Storytime with Stidmama

Chapter Twenty

August 15, 2006

Peter and Helena had conversed about ordinary things on the ride home, listening to their children comparing notes about their cousins and exchanging village gossip they had picked up.

Daniel, the eldest, had spent a good deal of time with John, Otto and Owain and had news of several of the eligible girls in town.

Inga was dismissive of most of them, but perked up when a couple of her good friends' names were mentioned.

Sebastian had any number of complaints -- Doris was mean, Doris was ugly, Doris thought too much of herself. Meg ignored him. Polly treated him like a baby. Andy didn't want to play with him...

Helena jostled Peter's arm with her elbow in that way that said, "Being thirteen is so hard... glad it's almost over."

It was well past dark when they finally pulled into the yard. Helena and Inga conversed a bit and got the kitchen set up for the morning while Peter and the boys unharnessed the horse from the wagon and put the horse to bed.

The wind was blowing a bit, and a few drops were starting to fall, heavy on the dusty packed earth in front of the barn.

Peter listened carefully to the wind, and sent Sebastian in. "Daniel, we had best check to be sure all the doors on the outbuilding are well secured. Looks like a big blow coming in."

Sebastian stomped into the kitchen, pulling an ugly face. Inga rolled her eyes and carried a jar into the pantry.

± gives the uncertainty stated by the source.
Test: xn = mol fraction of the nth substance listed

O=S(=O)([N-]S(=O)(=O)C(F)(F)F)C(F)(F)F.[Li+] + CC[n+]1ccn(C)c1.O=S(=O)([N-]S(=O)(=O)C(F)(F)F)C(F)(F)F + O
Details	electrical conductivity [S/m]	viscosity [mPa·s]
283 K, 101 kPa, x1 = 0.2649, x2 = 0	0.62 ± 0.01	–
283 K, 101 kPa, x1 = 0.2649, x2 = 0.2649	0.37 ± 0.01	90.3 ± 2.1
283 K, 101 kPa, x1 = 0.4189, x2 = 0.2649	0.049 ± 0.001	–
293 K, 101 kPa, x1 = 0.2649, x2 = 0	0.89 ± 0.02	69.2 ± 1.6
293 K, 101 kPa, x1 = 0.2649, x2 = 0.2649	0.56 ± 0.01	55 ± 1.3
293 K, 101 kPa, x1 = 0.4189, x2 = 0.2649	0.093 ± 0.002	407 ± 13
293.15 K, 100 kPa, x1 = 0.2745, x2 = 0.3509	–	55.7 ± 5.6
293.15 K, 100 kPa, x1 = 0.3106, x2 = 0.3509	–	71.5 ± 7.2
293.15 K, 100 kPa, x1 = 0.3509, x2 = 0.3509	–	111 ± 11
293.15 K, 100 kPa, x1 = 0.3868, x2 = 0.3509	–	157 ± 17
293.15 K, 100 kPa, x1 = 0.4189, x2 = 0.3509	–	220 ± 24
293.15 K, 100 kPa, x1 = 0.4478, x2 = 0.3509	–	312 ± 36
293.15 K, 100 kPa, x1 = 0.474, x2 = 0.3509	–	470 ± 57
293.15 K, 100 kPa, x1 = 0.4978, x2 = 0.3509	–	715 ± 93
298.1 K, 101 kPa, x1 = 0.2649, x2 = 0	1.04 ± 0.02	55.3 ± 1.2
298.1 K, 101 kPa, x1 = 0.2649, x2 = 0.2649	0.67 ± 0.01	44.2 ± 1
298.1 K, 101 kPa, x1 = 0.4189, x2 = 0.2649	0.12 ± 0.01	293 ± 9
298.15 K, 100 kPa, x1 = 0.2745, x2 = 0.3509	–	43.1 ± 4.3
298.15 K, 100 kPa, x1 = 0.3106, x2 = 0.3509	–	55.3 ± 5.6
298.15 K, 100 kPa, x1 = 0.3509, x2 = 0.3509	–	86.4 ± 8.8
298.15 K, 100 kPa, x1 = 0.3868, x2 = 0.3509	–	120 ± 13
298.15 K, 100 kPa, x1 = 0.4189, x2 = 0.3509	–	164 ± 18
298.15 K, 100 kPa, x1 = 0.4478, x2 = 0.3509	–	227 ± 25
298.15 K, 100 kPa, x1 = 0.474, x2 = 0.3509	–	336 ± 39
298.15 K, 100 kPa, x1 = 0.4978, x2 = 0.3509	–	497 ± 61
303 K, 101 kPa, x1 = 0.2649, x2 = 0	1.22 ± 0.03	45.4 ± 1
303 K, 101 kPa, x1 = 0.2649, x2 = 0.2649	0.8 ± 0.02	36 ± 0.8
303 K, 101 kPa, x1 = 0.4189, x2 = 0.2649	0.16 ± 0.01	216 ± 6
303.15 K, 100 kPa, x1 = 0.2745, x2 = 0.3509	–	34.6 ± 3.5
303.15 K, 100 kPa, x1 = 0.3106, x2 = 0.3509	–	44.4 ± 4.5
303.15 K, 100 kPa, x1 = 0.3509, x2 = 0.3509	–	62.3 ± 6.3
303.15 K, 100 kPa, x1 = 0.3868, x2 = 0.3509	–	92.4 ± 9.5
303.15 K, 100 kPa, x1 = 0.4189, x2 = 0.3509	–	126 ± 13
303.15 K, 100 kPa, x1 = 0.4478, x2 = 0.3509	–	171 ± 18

Helena turned from the sink, wiping her hands on an apron. "Sebastian, this is so unbecoming. What has gotten into you?"

Sebastian kicked at the table leg a little too hard and hurt his toe.

"Nobody likes me, Mother, not even my cousins."

Inga came out of the pantry with a container of flour. She put it in the metal cupboard and hung her apron on a peg. "I'm going to read a little before bed, Mother." She shot Sebastian a withering look and swished out of the room.

Helena sighed and sat down, pulling the table back in place as she did so. "Sebastian, what have you done to be liked?"

Sebastian didn't answer, just stood there glowering and rocking back and forth with one foot on the other, hands in his back pockets.

The little bird in the cage chittered and ran its beak across a stick. Helena put her hand out and pulled an old sheet over the cage while watching her son closely.

Helena tried again, "Did you smile when you got to your Aunt's home? Did you express an interest in what the others were saying?"

Sebastian's reply was incoherent, but decidedly sullen. Helena stood up and pushed her chair under the table.

"Young man, I am tired, and will not attempt to continue a one-sided conversation tonight. You may go to bed."

Sebastian took his hands out of his pockets and half-heartedly kissed his mother's cheek before he slunk out of the kitchen.

Helena thoughtfully went back to her dishes.

Rain started to hit the roof, it came from the other side of the house. Just as it arrived over Helena's head, Peter and Daniel burst through the door, jackets over their heads.

The men stopped at the door and took off their muddy shoes and hung their jackets over a metal pan. Helena handed a towel to each of them, and stepped to the stove to lift the kettle lid before it boiled over.

Peter wiped the wet from his face and neck and hands; Daniel wiped his hands, neck and face.

Helena poured some water into the teapot and the rest into a basin in the sink. She put the towels and the wash rags into the hot water and swished them around.

Daniel nipped into the pantry and came out with a bit of nut bread. Peter grabbed a couple small plates and a large knife (and the cutting board).